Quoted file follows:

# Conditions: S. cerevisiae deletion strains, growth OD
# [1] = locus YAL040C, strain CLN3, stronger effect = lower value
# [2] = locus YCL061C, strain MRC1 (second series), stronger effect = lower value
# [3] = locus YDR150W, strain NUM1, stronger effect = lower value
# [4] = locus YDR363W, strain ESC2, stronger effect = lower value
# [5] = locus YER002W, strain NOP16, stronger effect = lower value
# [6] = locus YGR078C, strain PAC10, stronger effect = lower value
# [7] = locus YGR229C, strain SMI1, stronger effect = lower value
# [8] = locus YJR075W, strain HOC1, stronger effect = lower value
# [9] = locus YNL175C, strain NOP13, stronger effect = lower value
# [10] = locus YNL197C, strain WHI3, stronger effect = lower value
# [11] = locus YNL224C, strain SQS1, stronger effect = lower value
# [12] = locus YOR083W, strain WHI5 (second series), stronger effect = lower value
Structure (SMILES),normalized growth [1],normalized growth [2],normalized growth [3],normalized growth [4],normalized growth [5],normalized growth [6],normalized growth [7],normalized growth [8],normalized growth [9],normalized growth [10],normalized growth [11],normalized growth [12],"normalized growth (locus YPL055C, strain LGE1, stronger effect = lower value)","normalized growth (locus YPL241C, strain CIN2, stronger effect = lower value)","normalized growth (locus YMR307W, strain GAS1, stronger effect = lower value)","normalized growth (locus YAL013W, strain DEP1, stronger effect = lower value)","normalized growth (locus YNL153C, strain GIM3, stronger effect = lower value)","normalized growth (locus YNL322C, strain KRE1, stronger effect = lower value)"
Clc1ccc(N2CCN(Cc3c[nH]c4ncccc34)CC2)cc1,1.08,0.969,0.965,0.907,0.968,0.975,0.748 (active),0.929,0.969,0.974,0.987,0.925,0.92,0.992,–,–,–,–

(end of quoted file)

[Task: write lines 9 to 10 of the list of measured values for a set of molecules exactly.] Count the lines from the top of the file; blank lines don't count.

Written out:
# [8] = locus YJR075W, strain HOC1, stronger effect = lower value
# [9] = locus YNL175C, strain NOP13, stronger effect = lower value